Have you read this week’s Featured Story? “The Man without a Face,” by Andy Axtell, is a startling story about a young man ravaged by Hodgkin’s lymphoma who discovers hope when he meets another man whose medical condition has cost him his face. If you haven’t read it yet, you need to head over there right away—we’re sure it’ll touch your heart. Then come back here, since God Makes Lemonade recently had a chance to catch up with Andy.
GML: What are you up to these days?
Andy: I have an apartment in Tulsa, Oklahoma, but I’m on the road 3-5 weeks at a time driving a truck for Tyson Foods. I’ve been with Tyson for about 6 years. I’m ready to get off the road soon, though, because my fiancée is in mainland China. I met her online and just visited her this last summer to ask for her hand in marriage. [Chuckles] I had to ask a couple people what the Chinese customs were for me to ask her to marry me first. We’re set to marry as soon as we work out the international paperwork. I might end up teaching in China. I’m also looking to go back to school. I’m throwing it into the Lord’s hands and looking to Him to show me what to do.
I’m divorced, and I have an older step-daughter and two younger daughters that were adopted from China.
GML: What inspired you to write your lemonade story?
Andy: I never thought I’d ever do anything like this, to be honest with you. I’ve been carrying these stories for many years and I never thought anyone would want to read about my experience. I had written several stories about my time in the hospital. When I was going through some tough experiences last spring, I heard Don Jacobson talking about lemonade stories on the radio. At the time, a friend had been encouraging me to let go of some things in the past and suggested I submit some of my stories as part of that. That got me thinking, and I told my friend that I didn’t know if it was a sign or what, but when I heard that guy talking on the radio, I just knew I needed to share my story in God Makes Lemonade.
GML: What was it like to see your story printed in the book?
Andy: This was my first attempt at writing. It was a thrill to see it in print and to think that people might be interested in hearing what I went through. My future sister-in-law has even been talking about helping me get more of my stories published in my own book.
GML: Have you had a chance to read other stories in the book? How have the other stories impacted you?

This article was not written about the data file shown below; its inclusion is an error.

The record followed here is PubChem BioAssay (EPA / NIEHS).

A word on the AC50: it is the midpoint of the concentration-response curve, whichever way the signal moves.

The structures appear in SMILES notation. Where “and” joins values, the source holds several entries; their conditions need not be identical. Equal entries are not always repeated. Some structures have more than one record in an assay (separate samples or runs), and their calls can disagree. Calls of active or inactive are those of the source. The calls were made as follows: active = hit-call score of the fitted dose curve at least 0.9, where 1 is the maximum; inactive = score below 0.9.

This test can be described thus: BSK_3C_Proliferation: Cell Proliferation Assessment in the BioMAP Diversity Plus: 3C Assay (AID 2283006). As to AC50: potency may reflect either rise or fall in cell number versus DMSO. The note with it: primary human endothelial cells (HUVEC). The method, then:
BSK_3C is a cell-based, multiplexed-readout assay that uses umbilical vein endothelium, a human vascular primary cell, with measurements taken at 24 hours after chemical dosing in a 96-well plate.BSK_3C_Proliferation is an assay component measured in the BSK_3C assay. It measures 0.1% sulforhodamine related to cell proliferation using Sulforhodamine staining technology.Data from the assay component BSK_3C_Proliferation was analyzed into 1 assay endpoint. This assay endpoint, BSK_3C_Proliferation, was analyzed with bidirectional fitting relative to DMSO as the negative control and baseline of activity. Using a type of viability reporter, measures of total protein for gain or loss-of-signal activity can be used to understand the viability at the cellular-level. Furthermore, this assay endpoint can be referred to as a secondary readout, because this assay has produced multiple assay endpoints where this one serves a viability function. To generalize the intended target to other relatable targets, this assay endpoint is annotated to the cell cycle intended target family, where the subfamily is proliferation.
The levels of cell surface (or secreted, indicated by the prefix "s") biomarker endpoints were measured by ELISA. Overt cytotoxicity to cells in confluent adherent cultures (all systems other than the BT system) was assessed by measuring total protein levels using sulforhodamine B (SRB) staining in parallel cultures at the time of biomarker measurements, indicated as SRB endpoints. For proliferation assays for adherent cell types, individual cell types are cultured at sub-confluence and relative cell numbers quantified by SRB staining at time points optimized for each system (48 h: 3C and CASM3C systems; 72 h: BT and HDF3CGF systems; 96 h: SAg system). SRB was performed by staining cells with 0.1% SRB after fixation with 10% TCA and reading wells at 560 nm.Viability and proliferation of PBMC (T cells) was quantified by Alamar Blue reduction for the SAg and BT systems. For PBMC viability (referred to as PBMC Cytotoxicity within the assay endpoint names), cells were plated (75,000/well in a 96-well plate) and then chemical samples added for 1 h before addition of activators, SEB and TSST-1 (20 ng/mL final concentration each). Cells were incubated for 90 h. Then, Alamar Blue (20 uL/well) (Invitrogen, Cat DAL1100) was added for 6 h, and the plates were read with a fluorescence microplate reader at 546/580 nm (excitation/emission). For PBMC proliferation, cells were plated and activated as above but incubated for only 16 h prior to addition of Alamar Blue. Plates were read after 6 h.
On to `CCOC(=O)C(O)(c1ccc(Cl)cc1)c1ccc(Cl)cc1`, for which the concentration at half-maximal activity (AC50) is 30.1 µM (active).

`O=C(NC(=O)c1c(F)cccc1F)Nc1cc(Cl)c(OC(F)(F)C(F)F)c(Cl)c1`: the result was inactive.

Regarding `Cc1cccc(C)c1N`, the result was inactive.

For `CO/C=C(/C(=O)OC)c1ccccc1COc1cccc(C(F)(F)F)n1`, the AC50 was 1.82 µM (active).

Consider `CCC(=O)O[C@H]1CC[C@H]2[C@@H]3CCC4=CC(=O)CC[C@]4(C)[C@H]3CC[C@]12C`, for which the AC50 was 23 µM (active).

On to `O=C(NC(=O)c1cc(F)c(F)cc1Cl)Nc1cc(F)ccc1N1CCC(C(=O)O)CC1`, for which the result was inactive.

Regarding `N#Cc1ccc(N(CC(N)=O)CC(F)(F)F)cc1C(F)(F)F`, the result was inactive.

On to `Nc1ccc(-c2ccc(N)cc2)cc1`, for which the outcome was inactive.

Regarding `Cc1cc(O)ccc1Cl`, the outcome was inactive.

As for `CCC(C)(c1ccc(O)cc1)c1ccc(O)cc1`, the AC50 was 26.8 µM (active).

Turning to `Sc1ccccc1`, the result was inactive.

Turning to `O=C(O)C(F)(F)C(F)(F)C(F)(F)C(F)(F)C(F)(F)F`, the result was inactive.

Andy: I think it is safe to say we have all had our lives turned around in unexpected ways. I’ve read all of those stories. One of the main things I got out of God Makes Lemonade is that when trouble starts and you start asking why this or that had to happen, eventually you’ll realize that life can cause you to end up in places you wouldn’t believe so that your life can have more meaning. I had to write this story before I felt capable of tackling the next one in my life. At this point, I look back and I think that if I could change things, I wouldn’t. As rough as it’s been, I’ve learned a lot from my experiences.
There’s another story that I’d like to tell you. The hospital gave me a book about some of the meds I was on during my Hodgkin’s lymphoma treatment. There was a merchant marine ship after WWII that sunk while it was transporting mustard gas. Basically, the States violated the Geneva Convention by sailing the ship and not telling anyone—not even the people on the ship—about the dangerous gases onboard. So the ship sank off the coast of Italy and it became clear what kind of cargo the ship had been carrying when doctors started running autopsies and treating survivors in the area. Those doctors were able to set the foundation for powerful drugs derived from mustard gas, and that was how they developed the medicine that saved my life. I became a military history buff recently and I’ve read that story a hundred times because it’s so amazing to me.
GML: Do you have any updates on your lemonade story since it was published?
Andy: Still cancer free after 34 years!
GML: And just for fun, if you could “do it over” what would be your dream job and why?
Andy: I would like to be a good enough figure painter to make a living at it. I’m part of the Historical Miniatures Society of Northeastern Oklahoma, which showcases at a number of big shows.
Thanks for stopping by and getting to know Andy a bit better. Come back next week—we’re already working on another interview with the author of our next featured story. Or you can pick up a copy of God Makes Lemonade, where you’ll find more than eighty inspiring stories like this one.